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The treatment of sewage is an important public health measure, but some recent research suggests that workers exposed to sewage may be at increased risk for occupationally-acquired infection, notably with hepatitis viruses and Helicobacter pylori, a cause of peptic ulcer and stomach cancer. Tschopp et al1 address this concern with findings from a follow-up of Zurich municipal workers with and without exposure to sewage who participated in a previous cross-sectional study.2 The authors found no difference between exposed and unexposed workers in rates of seroconversion for Hepatitis E virus or H pylori, or in the incidence of clinical endpoints associated with H pylori. The findings are reassuring, but the authors caution that they might not apply in areas of endemic infection.


Cosmic radiation is the major source of population exposure to ionizing radiation and is particularly important for aviation flight crews, who some studies suggest have increased risks for some cancers. In this issue, Yong et al3 report on a study of chromosome translocations among airline pilots and non-flying referent subjects. The overall frequency of translocations was similar for pilots and the comparison group. Among pilots only, however, the frequency of translocations increased about 6% for each year of flying experience. When pilots with over 23 years of flying experience were compared to pilots with 13 or fewer years experience, the adjusted translocation rate ratio was approximately 2.6. The authors interpret their results as an indication that pilots may receive biologically-significant ionizing radiation doses over the course of a career.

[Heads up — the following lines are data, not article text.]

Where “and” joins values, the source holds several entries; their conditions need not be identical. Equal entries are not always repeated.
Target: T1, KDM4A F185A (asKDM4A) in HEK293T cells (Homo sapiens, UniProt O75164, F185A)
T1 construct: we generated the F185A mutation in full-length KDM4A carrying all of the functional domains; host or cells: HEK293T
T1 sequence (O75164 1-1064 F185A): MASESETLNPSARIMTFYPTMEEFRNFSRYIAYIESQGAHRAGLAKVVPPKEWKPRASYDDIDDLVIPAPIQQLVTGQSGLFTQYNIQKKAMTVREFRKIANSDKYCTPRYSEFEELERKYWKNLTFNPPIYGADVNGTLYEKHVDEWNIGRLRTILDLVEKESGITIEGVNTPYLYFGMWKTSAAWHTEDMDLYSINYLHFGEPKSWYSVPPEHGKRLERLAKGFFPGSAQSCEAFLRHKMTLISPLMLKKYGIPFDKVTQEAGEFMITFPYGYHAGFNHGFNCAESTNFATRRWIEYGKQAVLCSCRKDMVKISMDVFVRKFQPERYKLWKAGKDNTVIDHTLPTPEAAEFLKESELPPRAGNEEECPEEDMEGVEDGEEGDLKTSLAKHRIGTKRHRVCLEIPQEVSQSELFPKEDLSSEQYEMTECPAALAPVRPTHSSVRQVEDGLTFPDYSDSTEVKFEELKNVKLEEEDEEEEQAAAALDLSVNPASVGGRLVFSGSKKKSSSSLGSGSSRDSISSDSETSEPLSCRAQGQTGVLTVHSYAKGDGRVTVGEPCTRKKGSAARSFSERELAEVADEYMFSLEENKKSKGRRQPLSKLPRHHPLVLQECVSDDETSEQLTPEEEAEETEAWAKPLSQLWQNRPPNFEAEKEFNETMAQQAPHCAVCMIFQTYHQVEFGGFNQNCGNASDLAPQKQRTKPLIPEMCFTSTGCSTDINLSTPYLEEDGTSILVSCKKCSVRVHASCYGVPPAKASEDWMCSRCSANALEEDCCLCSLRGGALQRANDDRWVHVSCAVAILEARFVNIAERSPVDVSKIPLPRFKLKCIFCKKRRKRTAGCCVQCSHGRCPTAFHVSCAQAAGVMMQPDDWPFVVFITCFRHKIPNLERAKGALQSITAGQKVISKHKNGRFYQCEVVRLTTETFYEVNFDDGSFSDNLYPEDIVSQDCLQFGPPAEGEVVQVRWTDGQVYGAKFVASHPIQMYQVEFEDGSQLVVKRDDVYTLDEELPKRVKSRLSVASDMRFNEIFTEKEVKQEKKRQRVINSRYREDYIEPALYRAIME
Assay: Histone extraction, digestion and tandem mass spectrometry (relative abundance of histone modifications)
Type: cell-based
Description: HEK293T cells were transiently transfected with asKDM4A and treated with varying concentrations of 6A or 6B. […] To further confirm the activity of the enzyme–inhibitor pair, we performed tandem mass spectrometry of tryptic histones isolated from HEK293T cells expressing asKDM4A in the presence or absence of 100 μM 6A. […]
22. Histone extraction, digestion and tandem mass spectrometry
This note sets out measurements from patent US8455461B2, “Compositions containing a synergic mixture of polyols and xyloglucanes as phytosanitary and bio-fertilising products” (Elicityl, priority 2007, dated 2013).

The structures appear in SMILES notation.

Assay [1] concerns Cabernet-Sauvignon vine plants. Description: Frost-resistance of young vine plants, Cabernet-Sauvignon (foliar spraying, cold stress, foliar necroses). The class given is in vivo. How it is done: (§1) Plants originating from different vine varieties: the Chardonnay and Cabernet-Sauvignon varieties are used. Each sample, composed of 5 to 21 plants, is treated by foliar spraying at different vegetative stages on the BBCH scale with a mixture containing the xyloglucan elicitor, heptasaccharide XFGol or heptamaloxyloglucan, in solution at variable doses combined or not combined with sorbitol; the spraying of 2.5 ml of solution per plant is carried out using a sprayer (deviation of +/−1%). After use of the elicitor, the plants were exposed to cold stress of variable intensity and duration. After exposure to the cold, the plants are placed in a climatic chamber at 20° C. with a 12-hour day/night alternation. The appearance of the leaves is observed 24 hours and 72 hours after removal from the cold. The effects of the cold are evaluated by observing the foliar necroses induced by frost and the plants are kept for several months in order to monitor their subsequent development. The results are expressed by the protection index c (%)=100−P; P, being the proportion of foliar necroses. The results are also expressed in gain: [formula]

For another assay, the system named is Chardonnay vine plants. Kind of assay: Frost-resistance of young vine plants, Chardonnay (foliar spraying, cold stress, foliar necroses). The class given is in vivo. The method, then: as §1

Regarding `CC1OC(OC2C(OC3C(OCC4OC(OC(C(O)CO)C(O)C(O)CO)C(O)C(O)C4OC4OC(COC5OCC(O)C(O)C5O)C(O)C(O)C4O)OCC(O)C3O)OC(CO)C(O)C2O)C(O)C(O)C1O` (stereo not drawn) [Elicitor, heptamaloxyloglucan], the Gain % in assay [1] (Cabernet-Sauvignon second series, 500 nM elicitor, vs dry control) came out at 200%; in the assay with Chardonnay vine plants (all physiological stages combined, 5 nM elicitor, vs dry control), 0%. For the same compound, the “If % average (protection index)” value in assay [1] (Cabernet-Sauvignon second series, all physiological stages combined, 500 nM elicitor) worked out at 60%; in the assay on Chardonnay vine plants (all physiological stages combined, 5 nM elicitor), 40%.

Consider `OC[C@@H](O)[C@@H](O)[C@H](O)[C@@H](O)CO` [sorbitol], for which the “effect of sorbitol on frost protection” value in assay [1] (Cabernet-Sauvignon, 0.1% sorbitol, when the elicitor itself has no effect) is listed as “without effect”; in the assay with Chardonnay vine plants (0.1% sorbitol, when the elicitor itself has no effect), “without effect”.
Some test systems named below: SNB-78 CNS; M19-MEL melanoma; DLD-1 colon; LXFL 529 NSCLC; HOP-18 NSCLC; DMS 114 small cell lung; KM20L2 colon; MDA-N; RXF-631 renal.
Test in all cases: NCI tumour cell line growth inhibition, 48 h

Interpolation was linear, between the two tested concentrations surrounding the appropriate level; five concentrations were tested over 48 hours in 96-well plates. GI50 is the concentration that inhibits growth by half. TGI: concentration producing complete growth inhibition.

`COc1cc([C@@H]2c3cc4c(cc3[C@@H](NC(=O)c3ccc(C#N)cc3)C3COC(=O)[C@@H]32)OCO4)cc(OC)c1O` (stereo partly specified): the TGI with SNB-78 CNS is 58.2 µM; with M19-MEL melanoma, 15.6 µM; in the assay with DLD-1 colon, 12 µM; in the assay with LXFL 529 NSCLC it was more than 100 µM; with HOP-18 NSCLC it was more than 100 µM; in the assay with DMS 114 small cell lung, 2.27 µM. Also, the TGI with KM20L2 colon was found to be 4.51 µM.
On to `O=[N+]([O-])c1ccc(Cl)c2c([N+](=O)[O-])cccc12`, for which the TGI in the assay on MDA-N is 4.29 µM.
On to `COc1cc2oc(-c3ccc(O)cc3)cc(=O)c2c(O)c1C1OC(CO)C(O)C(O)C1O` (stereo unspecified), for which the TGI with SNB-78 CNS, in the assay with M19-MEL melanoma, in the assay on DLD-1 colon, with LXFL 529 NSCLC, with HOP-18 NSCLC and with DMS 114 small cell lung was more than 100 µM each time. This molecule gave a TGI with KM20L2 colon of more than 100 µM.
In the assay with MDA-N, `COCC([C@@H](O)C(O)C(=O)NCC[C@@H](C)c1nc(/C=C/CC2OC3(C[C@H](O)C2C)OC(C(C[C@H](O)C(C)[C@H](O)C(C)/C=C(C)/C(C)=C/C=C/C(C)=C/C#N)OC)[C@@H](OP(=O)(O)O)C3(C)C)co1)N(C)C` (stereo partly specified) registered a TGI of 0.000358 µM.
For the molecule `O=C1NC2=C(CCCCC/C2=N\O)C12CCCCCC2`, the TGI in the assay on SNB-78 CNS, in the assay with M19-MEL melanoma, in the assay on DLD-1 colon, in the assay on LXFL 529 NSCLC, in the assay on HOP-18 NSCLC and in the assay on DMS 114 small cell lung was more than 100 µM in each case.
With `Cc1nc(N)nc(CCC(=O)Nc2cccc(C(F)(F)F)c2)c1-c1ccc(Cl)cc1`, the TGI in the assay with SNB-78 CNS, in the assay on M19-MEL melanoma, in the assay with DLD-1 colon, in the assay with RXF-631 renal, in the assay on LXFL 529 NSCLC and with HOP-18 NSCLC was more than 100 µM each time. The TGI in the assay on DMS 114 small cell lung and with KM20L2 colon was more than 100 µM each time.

One of the more controversial questions about sickness absence has been whether more generous benefits lead to more frequent or longer sick leaves. Benavides et al4 studied this question using data from the Spanish social security system, which provides higher benefit levels for sick leave classified as work-related than for non-work related leave. The authors hypothesized that higher benefits would be associated with longer time off work, but this hypothesis was supported only for episodes shorter than 16 days, and then the effect was modest. With longer leave periods, workers receiving more generous benefits returned to work in about half the time. Data on diagnoses were not available, but the authors suggest that the length of absence might vary with illness severity.


This month’s journal also includes comments on the future approaches to work and to occupational medicine 5 6 and a review on mortality among pesticide manufacturing workers.7